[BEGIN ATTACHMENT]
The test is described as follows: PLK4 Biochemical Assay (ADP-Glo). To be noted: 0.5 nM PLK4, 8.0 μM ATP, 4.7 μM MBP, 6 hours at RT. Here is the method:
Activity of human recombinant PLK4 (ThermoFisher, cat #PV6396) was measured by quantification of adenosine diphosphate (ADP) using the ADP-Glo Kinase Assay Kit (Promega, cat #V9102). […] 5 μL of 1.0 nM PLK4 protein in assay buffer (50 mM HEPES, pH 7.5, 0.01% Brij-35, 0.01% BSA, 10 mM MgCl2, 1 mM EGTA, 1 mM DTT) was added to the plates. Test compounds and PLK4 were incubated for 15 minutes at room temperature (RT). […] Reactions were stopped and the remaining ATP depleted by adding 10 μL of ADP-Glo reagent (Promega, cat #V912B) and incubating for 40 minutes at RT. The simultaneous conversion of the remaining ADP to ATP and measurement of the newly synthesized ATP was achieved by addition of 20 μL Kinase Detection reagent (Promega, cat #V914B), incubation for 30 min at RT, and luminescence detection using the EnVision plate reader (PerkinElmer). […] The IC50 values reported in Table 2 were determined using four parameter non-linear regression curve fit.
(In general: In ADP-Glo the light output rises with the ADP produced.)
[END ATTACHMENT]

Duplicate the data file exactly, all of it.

The test is described as follows: PLK4 Biochemical Assay (ADP-Glo). To be noted: 0.5 nM PLK4, 8.0 μM ATP, 4.7 μM MBP, 6 hours at RT. Here is the method:
Activity of human recombinant PLK4 (ThermoFisher, cat #PV6396) was measured by quantification of adenosine diphosphate (ADP) using the ADP-Glo Kinase Assay Kit (Promega, cat #V9102). […] 5 μL of 1.0 nM PLK4 protein in assay buffer (50 mM HEPES, pH 7.5, 0.01% Brij-35, 0.01% BSA, 10 mM MgCl2, 1 mM EGTA, 1 mM DTT) was added to the plates. Test compounds and PLK4 were incubated for 15 minutes at room temperature (RT). […] Reactions were stopped and the remaining ATP depleted by adding 10 μL of ADP-Glo reagent (Promega, cat #V912B) and incubating for 40 minutes at RT. The simultaneous conversion of the remaining ADP to ATP and measurement of the newly synthesized ATP was achieved by addition of 20 μL Kinase Detection reagent (Promega, cat #V914B), incubation for 30 min at RT, and luminescence detection using the EnVision plate reader (PerkinElmer). […] The IC50 values reported in Table 2 were determined using four parameter non-linear regression curve fit.
(In general: In ADP-Glo the light output rises with the ADP produced.)